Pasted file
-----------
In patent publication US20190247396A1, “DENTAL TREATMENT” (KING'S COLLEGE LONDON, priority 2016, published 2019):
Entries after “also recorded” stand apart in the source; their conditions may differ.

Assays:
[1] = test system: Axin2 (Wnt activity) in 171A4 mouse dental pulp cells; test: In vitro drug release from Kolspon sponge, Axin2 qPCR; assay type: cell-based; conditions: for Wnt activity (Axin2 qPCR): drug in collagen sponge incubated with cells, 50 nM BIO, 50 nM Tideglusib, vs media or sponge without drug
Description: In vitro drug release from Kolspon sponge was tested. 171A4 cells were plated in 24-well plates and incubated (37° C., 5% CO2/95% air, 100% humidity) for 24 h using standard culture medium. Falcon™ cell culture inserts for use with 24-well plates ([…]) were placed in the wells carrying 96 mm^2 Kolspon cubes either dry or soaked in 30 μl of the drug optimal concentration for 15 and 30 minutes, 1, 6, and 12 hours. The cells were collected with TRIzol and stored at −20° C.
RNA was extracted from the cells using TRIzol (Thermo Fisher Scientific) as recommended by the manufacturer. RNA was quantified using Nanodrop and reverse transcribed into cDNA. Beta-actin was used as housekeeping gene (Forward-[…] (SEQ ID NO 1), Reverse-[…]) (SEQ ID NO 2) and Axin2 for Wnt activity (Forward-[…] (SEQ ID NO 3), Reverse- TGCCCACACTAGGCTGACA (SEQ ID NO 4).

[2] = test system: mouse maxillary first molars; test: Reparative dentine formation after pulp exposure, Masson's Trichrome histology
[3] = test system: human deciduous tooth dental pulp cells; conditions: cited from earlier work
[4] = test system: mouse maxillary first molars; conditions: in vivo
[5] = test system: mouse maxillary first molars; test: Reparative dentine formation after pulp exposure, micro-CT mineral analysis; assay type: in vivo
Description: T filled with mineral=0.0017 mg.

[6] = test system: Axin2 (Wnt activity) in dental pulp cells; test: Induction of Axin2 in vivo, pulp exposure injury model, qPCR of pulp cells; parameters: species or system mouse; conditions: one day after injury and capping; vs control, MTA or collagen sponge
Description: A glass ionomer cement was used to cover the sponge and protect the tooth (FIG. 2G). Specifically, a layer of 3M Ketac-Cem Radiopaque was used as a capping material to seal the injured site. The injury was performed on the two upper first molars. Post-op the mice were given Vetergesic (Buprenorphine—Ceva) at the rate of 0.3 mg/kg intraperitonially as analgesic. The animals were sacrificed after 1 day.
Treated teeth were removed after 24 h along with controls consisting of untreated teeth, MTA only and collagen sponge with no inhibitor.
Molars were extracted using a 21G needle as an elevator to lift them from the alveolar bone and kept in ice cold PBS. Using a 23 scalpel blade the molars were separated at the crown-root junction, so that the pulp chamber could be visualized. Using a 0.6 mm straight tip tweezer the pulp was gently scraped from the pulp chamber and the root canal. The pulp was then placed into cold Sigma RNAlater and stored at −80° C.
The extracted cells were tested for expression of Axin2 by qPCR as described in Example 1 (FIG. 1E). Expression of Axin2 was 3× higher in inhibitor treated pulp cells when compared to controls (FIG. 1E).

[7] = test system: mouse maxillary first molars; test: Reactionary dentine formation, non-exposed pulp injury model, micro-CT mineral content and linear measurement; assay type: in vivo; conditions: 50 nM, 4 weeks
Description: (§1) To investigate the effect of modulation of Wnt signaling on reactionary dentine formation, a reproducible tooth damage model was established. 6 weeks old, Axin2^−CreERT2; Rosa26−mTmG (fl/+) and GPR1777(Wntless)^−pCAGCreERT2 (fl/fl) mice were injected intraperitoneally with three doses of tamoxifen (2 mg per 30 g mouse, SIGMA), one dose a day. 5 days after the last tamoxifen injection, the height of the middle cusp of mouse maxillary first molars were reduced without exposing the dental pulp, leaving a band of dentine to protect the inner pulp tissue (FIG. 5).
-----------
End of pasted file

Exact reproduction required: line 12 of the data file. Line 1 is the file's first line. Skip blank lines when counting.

[6] = test system: Axin2 (Wnt activity) in dental pulp cells; test: Induction of Axin2 in vivo, pulp exposure injury model, qPCR of pulp cells; parameters: species or system mouse; conditions: one day after injury and capping; vs control, MTA or collagen sponge